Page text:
Softwire’s trip to Ghana with Ashanti
27 January 2016, by Phil Marsden
I have just returned from a week in Ghana along with Zoe, helping out a charity called Ashanti Development that provides development support to villages in the Ashanti region. Through the charity, Softwire sponsor a village called Bonkron and amongst other things we have provided latrines, hygiene training, a kindergarten, micro credit, bee keeping training and a hardship fund.
Our journey started with a flight from London to Accra and a quick overnight stay before boarding a flight the following morning to Kumasi. From there it was just over an hour’s drive to the town of Mampong, a quick stop for some lunch and then a 10 minute bumpy ride down a dirt track to Gyetiase. We were staying in a clinic that was built by the charity in 2007 to provide accommodation to visiting volunteers and basic medical services to the local villages and which now specialises in ophthalmology.
Although fairly basic by western standards, the accommodation at the clinic was clean and comfortable and staffed by a team of wonderful locals for whom nothing was too much trouble. After meeting the other volunteers who were staying with us at the clinic (Penny, David, Bill and Marie) it was off to meet with the village chief and the elders in order to be granted permission to stay in the village. Tradition dictated that we had to answer the question of “What is your mission” (even though they knew the answer) and shake hands with them all many times both when arriving and leaving!
A wild fire the night before had knocked out a couple of electricity poles so without power as darkness fell, we dined by torch light and planned a trip to the local electricity company the next morning in order to expedite getting the power back on for the surrounding villages. A few of us headed out at 8am and after some pleading, the electricity company agreed that if the local community could provide the labour to dig the holes needed for the replacement poles then they would get to work that afternoon to restore the power. A community team was quickly gathered and by evening we had power!
During the rest of the week we travelled to many villages to help out and to see the work of the charity.
We made many trips to Bonkron and on Wednesday they held a huge Durbar (Party / Reception) in our honour during which we were shown (and joined in with!) many of the village customs, including games, dances etc. As the event drew to an end I was surprised (and honoured) to find out they were planning to make me a chief of the village. They presented me with a number of gifts and after a brief ceremony and lots of photos I was made “Nana Kwadjo Phil”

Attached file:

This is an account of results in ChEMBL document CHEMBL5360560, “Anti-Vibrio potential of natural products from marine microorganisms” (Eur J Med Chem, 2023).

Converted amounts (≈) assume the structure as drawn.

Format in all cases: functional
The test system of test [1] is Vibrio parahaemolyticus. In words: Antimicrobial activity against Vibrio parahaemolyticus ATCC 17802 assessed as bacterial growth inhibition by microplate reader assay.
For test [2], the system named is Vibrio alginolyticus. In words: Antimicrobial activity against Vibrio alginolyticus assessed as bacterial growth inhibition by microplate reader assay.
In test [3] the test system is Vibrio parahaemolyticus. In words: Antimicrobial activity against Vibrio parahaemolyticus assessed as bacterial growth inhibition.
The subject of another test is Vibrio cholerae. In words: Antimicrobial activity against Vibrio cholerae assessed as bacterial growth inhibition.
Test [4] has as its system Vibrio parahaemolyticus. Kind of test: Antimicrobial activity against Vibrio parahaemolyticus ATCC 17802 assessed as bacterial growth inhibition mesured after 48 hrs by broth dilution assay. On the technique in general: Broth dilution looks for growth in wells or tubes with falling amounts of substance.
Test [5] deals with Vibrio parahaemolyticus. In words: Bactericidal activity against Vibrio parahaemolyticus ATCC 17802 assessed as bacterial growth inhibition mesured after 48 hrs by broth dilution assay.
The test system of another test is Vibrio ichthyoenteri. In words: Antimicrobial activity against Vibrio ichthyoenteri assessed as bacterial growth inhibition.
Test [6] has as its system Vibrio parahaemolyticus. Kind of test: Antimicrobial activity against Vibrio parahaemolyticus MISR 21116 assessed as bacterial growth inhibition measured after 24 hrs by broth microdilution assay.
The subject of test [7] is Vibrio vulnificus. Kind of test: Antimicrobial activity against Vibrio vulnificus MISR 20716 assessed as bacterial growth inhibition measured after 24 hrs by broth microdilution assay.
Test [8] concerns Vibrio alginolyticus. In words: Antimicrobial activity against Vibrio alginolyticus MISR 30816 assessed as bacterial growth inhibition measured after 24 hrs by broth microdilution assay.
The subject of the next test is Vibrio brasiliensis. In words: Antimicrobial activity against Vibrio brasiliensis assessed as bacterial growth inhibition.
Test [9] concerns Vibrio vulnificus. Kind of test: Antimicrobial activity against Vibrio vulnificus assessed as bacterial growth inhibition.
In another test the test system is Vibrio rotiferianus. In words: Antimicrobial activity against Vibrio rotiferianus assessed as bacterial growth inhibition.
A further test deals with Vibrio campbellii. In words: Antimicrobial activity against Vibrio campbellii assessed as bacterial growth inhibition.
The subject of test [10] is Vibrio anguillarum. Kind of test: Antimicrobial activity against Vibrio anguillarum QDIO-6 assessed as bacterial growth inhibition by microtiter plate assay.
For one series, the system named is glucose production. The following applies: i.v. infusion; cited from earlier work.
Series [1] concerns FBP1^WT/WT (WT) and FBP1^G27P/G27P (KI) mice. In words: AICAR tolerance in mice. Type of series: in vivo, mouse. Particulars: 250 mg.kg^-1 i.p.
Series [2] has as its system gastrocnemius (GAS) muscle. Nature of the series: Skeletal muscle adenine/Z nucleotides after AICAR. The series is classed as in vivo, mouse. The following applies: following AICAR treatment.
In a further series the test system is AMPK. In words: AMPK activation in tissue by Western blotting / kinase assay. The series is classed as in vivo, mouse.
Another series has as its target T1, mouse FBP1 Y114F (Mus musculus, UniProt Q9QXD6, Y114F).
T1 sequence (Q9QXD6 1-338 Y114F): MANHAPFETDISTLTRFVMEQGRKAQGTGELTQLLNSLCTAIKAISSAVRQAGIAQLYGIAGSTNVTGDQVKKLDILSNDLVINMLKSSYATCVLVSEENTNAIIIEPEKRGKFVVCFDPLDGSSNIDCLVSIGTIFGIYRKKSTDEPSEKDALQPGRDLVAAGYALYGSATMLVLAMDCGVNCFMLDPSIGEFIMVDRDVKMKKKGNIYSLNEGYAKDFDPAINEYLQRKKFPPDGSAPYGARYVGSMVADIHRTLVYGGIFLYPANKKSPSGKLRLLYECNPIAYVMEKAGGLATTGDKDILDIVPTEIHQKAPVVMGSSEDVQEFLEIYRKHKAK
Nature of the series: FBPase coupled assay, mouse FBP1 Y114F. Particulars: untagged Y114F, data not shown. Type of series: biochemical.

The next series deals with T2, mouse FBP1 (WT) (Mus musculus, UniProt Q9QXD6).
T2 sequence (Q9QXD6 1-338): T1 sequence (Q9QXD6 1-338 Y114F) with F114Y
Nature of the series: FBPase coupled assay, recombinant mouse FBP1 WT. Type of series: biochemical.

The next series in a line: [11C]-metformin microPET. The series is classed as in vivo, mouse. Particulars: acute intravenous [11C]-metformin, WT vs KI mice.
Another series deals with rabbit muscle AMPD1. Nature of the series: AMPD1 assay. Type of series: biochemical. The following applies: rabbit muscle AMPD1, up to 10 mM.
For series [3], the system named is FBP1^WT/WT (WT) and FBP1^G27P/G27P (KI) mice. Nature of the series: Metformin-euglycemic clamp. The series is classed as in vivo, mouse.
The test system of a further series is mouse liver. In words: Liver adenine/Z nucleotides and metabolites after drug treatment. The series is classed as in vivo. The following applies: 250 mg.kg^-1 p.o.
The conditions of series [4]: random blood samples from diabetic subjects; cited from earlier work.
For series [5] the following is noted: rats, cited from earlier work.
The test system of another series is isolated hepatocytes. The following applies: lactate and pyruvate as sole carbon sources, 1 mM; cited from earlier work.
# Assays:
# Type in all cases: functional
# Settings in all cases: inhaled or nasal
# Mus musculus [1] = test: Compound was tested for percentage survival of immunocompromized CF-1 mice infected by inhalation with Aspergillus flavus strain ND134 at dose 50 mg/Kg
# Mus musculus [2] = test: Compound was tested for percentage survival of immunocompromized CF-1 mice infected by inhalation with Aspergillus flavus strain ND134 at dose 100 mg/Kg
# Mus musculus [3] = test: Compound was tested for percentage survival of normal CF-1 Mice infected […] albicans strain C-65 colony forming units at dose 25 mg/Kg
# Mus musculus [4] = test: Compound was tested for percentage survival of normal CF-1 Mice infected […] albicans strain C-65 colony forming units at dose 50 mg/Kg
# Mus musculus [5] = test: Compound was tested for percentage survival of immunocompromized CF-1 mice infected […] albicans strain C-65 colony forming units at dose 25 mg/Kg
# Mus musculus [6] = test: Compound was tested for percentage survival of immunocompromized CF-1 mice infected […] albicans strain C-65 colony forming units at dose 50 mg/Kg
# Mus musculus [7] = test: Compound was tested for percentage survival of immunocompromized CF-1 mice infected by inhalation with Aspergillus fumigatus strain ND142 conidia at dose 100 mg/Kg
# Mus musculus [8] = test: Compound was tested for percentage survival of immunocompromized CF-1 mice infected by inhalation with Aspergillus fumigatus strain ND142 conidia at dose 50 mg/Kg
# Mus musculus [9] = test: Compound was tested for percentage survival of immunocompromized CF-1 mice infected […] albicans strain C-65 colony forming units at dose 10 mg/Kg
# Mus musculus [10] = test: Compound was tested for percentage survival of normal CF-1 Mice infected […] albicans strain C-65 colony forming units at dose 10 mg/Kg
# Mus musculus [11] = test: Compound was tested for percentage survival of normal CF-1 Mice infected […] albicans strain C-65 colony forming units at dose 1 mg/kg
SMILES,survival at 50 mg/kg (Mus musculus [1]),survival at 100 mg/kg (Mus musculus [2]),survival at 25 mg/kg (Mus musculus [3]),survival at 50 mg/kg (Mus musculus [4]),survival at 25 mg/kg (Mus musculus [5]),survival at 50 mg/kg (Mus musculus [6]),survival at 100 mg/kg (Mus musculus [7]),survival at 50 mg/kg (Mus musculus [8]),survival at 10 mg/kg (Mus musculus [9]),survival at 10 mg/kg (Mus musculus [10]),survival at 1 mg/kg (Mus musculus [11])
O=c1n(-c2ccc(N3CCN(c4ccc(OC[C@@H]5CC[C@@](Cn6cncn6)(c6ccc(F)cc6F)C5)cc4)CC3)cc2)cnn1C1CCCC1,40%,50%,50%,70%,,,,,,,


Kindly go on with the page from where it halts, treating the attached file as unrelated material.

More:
The highlight of the trip, however, was on Friday when we had arranged to present to the school a laptop, projector and internet access and to use it to show a short cartoon to the local children and have a Skype call back to the Softwire office in London. The event was planned for 5pm and we decided to get to the village at 4pm in order to set everything up as we weren’t sure what to expect. When we arrived, we were pleasantly surprised to see many of the children were already there sitting on loads of desks that had been taken from the classroom and set up as cinema style seating. A generator was whirring away around the corner (the power was out again!) and a sound system was available for us to connect to.
We showed a short episode of “Shaun the sheep” and then connected over Skype to London. The internet was a little poor, probably due to the lack of power in the area, and did drop out a few times but that did not dampen the spirits of the children who enjoyed chanting “Soft” “Wire”, singing songs, seeing everyone in the office and chatting to Dan. We showed a couple more episodes of Shaun and then brought up Google Earth to show the village and then zoomed out to show Ghana, Africa and then world then back in to show the UK, London and our offices. Overall it was a great success and we look forward to future Skype calls with Bonkron.
On Saturday, we visited the chief and elders of the village to ask their permission to leave and then said an emotional goodbye to the other volunteers before leaving on our journey back to the UK.
Overall it was an amazing experience and one I hope others at Softwire will have the chance to share on future visits.